Instead, consider introducing 1 or 2 of the boundaries that you hold most valuable. Since you identified being asked to work on weekends or after hours, this may be what you’re most concerned about, and thus, a good place to begin. I invite you to reflect on the boundaries you’ve created and highlight those you value most. What might prioritizing these boundaries look like for you?

Communicate your boundaries. I am about to make this point so incredibly important that I don’t want anyone to miss it: Boundaries do not exist if we do not communicate them.

If I don’t communicate my boundaries, I cannot be upset with someone for crossing a line they didn’t know existed. Although moral boundaries are exempt from this rule, boundaries we set for ourselves to guard our time and energy must be communicated.

Your conversation with your boss must be carefully thought out and set up beforehand. I suggest asking for a meeting to discuss your boundaries.

You could say, “I really value the time I have with my family, so when I accepted this job, I did so because I knew it was a job where I wouldn’t be required to work weekends. I realize I haven’t communicated these values because I don’t work weekends.”

Your boundary-communicating conversation should allow the other person to understand your unique values, priorities, and boundaries in a nonthreatening manner.

See if you can find a compromise. The best-case outcome of a boundary-communicating conversation is to find a compromise that addresses both parties’ concerns.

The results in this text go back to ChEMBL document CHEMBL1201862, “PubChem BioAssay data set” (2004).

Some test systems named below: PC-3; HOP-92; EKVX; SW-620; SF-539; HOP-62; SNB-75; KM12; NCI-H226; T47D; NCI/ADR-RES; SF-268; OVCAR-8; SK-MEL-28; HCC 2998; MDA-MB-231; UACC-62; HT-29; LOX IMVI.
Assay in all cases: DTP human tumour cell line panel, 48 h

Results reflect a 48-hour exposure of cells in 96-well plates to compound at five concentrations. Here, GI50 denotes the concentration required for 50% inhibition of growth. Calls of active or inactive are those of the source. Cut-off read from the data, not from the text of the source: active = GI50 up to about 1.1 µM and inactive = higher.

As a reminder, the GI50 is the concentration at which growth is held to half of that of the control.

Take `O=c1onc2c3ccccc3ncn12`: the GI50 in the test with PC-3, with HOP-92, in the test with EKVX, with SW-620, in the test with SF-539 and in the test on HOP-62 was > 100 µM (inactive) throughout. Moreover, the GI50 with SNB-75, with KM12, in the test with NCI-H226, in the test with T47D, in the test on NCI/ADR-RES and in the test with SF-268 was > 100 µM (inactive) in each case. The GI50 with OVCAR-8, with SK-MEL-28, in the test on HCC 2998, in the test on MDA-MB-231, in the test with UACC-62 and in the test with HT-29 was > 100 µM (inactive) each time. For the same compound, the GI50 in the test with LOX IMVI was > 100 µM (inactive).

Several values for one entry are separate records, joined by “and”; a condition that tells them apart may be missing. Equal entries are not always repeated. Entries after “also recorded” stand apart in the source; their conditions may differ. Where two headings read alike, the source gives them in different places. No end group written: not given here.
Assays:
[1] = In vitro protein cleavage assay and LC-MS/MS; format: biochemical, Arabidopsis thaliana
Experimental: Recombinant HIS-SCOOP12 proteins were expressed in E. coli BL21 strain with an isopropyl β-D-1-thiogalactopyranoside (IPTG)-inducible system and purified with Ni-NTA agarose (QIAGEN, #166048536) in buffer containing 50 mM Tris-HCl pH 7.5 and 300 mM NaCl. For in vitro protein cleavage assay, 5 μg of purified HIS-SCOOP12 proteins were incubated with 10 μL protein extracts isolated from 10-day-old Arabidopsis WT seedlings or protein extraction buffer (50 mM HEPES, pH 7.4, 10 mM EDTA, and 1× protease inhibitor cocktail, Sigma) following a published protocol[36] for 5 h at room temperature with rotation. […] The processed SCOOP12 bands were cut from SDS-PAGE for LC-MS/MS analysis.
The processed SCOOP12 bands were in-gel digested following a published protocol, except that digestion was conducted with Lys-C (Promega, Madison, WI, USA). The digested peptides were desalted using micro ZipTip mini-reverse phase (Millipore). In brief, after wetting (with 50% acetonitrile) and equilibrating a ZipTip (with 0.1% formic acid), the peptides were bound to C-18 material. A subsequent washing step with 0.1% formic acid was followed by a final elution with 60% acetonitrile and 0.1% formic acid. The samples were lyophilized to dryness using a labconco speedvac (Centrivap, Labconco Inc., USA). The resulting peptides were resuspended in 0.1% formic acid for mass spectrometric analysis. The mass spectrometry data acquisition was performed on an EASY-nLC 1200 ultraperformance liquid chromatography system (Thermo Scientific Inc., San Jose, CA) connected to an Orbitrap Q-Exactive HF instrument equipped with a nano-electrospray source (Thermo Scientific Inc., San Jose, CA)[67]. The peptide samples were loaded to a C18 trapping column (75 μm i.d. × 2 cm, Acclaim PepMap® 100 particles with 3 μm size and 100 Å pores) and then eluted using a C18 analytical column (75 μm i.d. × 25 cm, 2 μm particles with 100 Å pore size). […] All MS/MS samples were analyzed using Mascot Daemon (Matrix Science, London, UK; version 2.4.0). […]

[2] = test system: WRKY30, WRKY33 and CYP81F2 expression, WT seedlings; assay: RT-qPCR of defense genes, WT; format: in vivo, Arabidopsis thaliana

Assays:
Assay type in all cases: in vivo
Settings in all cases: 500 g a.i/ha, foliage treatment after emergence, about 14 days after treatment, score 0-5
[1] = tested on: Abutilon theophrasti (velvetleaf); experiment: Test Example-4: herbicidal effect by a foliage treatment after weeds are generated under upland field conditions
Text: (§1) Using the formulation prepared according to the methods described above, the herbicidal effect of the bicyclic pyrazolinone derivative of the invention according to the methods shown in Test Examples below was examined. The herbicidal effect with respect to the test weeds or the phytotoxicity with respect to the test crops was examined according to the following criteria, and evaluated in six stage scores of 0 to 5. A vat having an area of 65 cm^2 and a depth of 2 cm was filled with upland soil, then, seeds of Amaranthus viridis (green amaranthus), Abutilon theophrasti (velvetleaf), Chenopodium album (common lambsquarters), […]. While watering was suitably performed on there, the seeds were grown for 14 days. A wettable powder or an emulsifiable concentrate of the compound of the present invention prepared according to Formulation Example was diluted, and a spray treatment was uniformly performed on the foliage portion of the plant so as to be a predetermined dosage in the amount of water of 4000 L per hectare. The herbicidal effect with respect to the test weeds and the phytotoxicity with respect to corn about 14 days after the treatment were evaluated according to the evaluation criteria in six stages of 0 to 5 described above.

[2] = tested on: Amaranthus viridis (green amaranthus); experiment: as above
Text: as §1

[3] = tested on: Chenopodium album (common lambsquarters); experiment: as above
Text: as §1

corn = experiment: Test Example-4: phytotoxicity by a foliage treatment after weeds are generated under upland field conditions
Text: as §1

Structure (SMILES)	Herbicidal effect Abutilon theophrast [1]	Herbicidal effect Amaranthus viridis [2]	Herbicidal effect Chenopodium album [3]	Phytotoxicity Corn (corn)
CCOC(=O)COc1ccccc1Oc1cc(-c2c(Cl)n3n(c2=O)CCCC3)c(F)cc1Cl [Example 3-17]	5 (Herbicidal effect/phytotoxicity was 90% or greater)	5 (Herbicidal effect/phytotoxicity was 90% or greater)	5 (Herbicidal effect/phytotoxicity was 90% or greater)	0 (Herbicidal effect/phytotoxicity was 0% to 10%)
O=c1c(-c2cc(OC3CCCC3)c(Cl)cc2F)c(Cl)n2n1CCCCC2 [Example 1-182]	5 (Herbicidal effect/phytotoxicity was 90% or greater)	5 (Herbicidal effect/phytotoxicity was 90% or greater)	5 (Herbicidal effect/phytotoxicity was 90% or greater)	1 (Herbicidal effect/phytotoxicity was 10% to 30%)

You might say, “I understand that sometimes we need to work on weekends because situations such as an outbreak might arise, but otherwise, I’d like to continue reserving my weekends for my family as much as possible.”

Think about what compromises might be appropriate for you at this time so you don’t feel pressured at the moment to make one. Then, offer those compromises up during your conversation as an alternative to what is being requested. It’s ok if your boundaries aren’t flexible, but you need to communicate this as well and verify that what is being requested is not required of you as a part of your job.

Take responsibility for your boundaries. Boundaries are no one’s responsibility but our own. We cannot control other people's behavior; we can only control ourselves. We maintain the fence around our yards. That’s not our neighbor’s responsibility. It’s our own. If someone asks you to do something that oversteps your boundary, it’s up to you to hold it.